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Bivalent oil boiler system to work alongside ground or water source heat pump

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Active Member Member
34 kWhs
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Hello, I didn't know where best to post this, as it covers about every one of the subgroups, so here's hoping (and apologies if I've missed the general section!).

I am looking for some help, on a specific question but then more generally a sense-check in terms of the things to consider for ideally reducing bills in a house we plan to live in for the next 20-40 years.

The specific question – is it possible to have an oil boiler system running alongside a water source (or air, or ground) heat pump?

"why would you do that?" is a reasonable question - the reason being that we've had our oil fired boiler die after 7 years (just out of warranty). I have a young family who are getting bored of the oil radiators around the house, and I suspect my desire to fully explore renewables is going to meet the wall of my wife wanting a warm house. I know the days are getting warmer, so I might have a little more time than she thinks. However, I imagine that the lead times for renewable installs is probably going to be an issue, so we need to spend £5-10k in the next few weeks to tide us over.

It is frustrating as I’d planned to fully explore the topic of renewable sources for our house this summer, figuring that leaving it a while after the storms would mean demand had dropped off… Lesson learned.

There is a less significant point about retaining an oil boiler for the house in that we also use an oil boiler elsewhere, fed by the same tank, to warm a small office I use a day or two a week.

So, I think I'm in the position of needing to replace an oil boiler today, but wanting to supplement and ideally essentially replace its use in the house within the next few months with a mix of renewable sources. My ignorant question is, is it possible to have a WSHP (we have access to a nearby large body of water for this) or A/GSHP, supplemented by oil? In my mind, I could see that if it worked, this could be ideal, with oil taking the edge off colder days.

For background, we live in a c16th century house, which is (relatively) well-insulated (to the extent it's advisable) and double-glazed. The sleeping part of the house is old and cold but was renovated 20 years ago and is cold mainly because the radiators are small, and the downstairs living bit is half an extension with UFH.

In terms of use, we use c6000 litres of oil a year, and terrifyingly about 35-40,000 kW. I know it's a lot. While it doesn't explain it all, we have lots of halogen lights, an electric aga that my wife turns off for c3 weeks a year, and a pool run with ASHP for 3 months a year.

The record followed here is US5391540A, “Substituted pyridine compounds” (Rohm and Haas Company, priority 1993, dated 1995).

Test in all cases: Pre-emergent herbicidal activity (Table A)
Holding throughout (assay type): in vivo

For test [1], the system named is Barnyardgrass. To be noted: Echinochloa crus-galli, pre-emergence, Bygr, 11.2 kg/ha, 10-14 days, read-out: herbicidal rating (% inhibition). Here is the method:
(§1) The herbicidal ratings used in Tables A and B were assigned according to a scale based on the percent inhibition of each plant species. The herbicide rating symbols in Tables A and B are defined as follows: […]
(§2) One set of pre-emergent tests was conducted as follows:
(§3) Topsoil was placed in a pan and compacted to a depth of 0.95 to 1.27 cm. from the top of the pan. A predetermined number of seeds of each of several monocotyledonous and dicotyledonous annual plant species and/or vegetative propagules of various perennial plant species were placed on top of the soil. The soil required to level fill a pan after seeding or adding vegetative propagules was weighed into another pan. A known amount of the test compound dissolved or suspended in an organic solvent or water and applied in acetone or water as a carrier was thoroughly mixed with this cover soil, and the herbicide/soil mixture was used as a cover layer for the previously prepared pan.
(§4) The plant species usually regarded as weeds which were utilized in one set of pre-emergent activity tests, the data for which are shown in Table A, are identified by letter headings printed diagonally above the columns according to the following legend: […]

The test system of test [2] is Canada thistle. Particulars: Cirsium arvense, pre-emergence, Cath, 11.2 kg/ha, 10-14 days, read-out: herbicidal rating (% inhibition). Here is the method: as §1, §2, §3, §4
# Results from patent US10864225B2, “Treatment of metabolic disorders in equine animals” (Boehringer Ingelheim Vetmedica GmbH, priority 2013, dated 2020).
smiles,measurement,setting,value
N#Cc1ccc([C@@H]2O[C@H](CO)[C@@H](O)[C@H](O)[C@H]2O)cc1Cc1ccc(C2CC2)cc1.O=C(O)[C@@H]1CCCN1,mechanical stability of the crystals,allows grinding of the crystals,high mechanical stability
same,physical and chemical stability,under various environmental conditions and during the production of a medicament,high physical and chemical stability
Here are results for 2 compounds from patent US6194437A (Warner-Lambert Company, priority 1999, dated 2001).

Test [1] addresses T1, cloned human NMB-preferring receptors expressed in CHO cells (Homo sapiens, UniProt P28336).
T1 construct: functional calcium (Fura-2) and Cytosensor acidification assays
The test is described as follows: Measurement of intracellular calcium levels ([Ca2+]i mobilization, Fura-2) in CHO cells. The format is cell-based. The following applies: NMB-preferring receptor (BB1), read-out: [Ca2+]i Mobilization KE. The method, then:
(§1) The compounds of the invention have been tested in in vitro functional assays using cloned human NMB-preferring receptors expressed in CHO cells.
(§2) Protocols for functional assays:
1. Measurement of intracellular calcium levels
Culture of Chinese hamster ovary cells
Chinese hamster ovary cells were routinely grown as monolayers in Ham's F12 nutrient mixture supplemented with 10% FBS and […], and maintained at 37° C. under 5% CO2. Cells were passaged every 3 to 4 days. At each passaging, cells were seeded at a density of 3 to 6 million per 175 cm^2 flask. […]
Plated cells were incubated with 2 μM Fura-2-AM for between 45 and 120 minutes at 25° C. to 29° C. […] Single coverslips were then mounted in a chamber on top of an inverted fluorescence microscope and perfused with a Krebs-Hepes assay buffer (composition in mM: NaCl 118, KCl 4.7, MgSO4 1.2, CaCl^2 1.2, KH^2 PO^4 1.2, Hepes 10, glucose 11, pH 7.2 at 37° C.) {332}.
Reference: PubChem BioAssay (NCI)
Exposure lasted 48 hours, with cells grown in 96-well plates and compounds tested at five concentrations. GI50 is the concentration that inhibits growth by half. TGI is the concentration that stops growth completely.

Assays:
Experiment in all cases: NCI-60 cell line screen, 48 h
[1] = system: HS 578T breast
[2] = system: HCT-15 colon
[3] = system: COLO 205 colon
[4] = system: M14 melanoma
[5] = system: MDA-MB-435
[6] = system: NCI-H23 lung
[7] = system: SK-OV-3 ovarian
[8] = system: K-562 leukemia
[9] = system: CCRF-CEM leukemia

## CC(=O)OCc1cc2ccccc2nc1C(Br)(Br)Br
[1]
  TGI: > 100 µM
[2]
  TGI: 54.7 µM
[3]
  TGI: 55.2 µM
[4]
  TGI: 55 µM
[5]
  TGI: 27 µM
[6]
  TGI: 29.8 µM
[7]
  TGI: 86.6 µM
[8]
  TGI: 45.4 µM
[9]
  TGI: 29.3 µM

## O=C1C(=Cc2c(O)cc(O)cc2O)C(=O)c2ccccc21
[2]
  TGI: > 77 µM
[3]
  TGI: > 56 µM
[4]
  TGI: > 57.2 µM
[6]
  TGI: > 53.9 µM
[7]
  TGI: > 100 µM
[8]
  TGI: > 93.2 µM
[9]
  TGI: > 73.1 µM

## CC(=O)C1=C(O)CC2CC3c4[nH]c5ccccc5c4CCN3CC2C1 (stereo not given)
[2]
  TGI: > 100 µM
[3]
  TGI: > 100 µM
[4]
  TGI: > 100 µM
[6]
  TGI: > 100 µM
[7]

Aside from the short term conundrum, I am looking at all options, and the order of attack for me is (I think), as follows:

  1. replace boiler (because I have to, but I might get away with it until summer if the weather stays ok)
  2. replace the 85 halogen MR16 downlighter in the house with LED (any recommendations for a wife who thinks LED is too blue / harsh?). I have already replaced a load of strip lights and every GU10 I can find.
  3. fully investigate installing GSHP or WSHP. We have water about 80m from the house, and 50 of the 80m is a field that we could also use for GSHP. It would be amazing to use the pond for this, or we could use the field, but I understand that water is a better medium for this.
  4. To power at least a bit of this, and reduce our electricity consumption somewhat, install a solar array in the same field. We are fortunate to have space facing south, in an unshaded spot, for about 100m2 of panels, if not more. My simplistic view is that we use so much power that we should go as big as we can on this.
  5. Battery - I'm not sure we need one as I think we'll use the energy we generate year round. I haven't got the maths to work on this, but after being without power for 3 days post the recent storms I am less about price and more interested in a solution that keeps the oil boiler working!
  6. Other thoughts include:
  • Pellet boiler – friends rave about them, but I’m not sure I can make this work. We have the space for a boiler and a 5-6 tonne store, but across the drive and it feels like a big faff to then be reliant on outside suppliers.
  • Combi pellet / wood – we don’t have the wood for this
  • Solar thermal for the house – this could work or at least reduce our use of oil in summer (but perhaps overkill if the solar panels are diverting supply into the immersion heater)